Perhaps we're constantly dealing with a sense of impending crisis as if there isn't time to do something, and maybe that's true and maybe it's not. You're statistically likely to live to age 80 or so but you don't know for sure, and you do know you can't do at age 60 what you can at 20 or 30, you do know that the hostel you stayed at in Chicago years ago had a bunch of people and the max age of anyone was 29, and that's basically you now, so I guess that's a thing.

Desperation often drives you to either hole up and not deal with the sense of impending crisis or to just go for it because you have nothing to lose, I guess it depends on how it presents itself and how you react to it, which is true of many things I suppose. It got that way with me. Maybe it always was. My reaction just slowly changed. Or maybe I did. Is there a difference?

Someone performed spoken word poetry in the kitchen the other day while dinner was cooking and it was very good, they had a sense of intonation and passion and comfort and the imagery the poem opened with was melancholy and immediate. I took three poetry classes through high school and college. Sometimes I wonder if I should have gotten into it more given my love of music; I don't really ever write or read it, but then I remember how bad I am at writing fiction even having done that my whole life and decide perhaps I don't need to spread myself even thinner when there is nothing there to spread in the first place.

I made myself a promise that I held onto for over a decade that a Tuesday early next year would be my last day on the planet, if I even made it that far, lived that long, I certainly tried to prevent myself from doing so in my earlier years. I don't know how to feel about it being so close now, that it's next year, relatively soon. I no longer have the same immediate fatality around the day, but it's strange, and I know it will be a hard day, like they always are.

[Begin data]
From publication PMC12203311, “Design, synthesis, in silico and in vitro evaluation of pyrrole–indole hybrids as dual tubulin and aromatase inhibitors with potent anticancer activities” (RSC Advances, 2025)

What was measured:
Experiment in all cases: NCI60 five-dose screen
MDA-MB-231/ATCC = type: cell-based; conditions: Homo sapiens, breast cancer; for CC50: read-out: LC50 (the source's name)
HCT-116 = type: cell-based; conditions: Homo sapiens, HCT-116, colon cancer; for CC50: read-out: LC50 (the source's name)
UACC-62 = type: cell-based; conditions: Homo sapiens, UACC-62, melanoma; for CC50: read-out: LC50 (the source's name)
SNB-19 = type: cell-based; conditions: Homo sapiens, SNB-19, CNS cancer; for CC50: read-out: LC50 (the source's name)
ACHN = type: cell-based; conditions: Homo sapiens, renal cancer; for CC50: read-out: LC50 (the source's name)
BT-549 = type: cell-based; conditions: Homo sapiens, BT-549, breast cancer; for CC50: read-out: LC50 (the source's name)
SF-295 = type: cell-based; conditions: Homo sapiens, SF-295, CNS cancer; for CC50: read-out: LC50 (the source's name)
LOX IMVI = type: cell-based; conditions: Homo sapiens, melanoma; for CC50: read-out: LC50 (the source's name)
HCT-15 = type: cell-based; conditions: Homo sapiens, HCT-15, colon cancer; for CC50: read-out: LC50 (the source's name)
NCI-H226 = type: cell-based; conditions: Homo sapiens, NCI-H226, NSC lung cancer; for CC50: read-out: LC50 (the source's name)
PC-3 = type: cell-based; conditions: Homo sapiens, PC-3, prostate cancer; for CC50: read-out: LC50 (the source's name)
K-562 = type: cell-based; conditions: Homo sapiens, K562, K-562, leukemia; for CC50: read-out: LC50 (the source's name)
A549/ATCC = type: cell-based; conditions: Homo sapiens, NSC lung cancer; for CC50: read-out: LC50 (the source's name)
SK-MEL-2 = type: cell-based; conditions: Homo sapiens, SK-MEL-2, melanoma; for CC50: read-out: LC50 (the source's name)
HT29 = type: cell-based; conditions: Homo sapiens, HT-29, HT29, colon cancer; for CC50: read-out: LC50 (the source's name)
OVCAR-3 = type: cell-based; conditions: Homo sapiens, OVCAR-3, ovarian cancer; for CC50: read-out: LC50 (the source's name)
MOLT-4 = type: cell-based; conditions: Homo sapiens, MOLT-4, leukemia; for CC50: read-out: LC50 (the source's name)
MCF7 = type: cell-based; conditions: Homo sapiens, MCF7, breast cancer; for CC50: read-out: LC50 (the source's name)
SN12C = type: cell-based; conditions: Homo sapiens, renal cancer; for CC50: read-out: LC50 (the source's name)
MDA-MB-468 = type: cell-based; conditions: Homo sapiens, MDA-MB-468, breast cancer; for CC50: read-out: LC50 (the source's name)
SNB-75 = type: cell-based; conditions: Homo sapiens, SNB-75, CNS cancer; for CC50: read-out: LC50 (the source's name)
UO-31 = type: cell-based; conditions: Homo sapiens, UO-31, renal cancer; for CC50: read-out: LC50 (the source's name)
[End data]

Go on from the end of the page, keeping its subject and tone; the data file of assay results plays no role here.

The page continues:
Early October last year was surprisingly warm. Summer had its tendrils into fall and it made being outside perfectly comfortable without a jacket much later than it usually was. So I decided to go for it, like I had gone for some things over the last few years but still not enough, perpetually feeling like improvement existed but was fleeting and nothing would be good enough for me. There's a tenuousness to adult relationships and in the last week two things cancelled I was supposed to go to and be with people at, in both cases because of the weather, so I guess chalk up one more reason to hate this place. Kidding, the weather has always been one. So yeah, like I said, I went for it. I was alone at home, it was after work, and I had nothing better to do. I grabbed my phone, my keys, threw on a hoodie, and made my way out to my car. If I timed this right, I could get a photo of the tree with the setting sun as the background. It would be everything I could have ever wanted and more. The red and orange and purple hues sprayed out across the sky above and behind the withered, decayed tree, vibrant and lively set against dead and decrepit.

The drive was uneventful. At this time of year, even with it being mild, nobody was headed to the beach. The 2 lane highway was decidedly quiet. I reached the 4-way stop village that the tree sat just outside of, passed through, and… didn’t see it. I shook my head. Am I misremembering things? Is it farther along? I drove. For five minutes. Then ten. I didn’t see it. It was impossible to miss, as close to the road as it was. I turned my car around and came back. I slowed down just outside the village, where the tree should be. My heart sank. There, lying in the tall grass, was the tree, toppled over, nothing left standing but a white stump in the ground. I pulled my car over and got out, walking through grass that reached to my knees. The tree itself looked the same as ever, each curve and weathered bruise was intact, but time and wind had done its damage. It no longer stood like it had for years, and my procrastination had cost me a simple photo that I could have taken any summer for the past several.

I didn't know how to feel then. I wanted to kick the tree, to yell, to cry, feeling a hundred things all at once, many of them not even tangentially related to a mere inanimate object. I didn't even know why I was so emotional. It was just a tree. But it's more than just the tree in that moment. It's a missed opportunity, a delayed thing. This was so simple. Twenty minutes. And maybe the photo would have been no good and maybe I would have forgotten it but the harm was... what? Feeling a bit anxious standing on the side of the road taking a photo? I mean right now you are crying over a dead tree. Crying. Over a dead tree. In the grass. Surely that is the worst outcome here?